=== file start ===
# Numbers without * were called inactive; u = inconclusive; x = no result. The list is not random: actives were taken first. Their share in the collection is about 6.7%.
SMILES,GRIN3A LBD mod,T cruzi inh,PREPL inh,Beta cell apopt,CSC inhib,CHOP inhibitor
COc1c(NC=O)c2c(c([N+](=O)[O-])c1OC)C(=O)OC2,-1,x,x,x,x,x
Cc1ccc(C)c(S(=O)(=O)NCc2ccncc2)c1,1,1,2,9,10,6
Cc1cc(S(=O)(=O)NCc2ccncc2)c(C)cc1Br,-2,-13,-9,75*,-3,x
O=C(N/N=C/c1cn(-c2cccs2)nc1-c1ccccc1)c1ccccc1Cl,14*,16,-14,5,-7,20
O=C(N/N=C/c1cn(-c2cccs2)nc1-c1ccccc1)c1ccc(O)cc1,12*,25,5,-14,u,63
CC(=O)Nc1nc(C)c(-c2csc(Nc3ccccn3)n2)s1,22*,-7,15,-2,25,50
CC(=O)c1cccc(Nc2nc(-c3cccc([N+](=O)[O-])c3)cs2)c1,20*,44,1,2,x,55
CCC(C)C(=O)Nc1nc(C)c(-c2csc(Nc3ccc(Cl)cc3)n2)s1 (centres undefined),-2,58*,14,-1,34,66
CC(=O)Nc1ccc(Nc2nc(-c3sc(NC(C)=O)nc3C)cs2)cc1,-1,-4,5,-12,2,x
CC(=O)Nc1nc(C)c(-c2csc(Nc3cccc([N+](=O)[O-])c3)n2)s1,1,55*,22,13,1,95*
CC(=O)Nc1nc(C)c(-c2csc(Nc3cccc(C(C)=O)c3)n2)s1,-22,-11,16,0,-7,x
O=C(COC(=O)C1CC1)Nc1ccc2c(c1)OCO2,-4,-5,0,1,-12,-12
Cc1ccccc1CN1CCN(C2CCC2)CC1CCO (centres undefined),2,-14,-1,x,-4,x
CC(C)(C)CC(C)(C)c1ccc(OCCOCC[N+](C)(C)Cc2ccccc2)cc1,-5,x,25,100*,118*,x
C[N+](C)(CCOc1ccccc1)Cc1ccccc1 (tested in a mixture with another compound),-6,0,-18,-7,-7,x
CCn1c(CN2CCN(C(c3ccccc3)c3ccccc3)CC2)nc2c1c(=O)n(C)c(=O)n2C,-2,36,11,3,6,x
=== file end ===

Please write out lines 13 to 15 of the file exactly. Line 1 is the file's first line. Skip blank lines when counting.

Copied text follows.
CC(=O)Nc1nc(C)c(-c2csc(Nc3cccc(C(C)=O)c3)n2)s1,-22,-11,16,0,-7,x
O=C(COC(=O)C1CC1)Nc1ccc2c(c1)OCO2,-4,-5,0,1,-12,-12
Cc1ccccc1CN1CCN(C2CCC2)CC1CCO (centres undefined),2,-14,-1,x,-4,x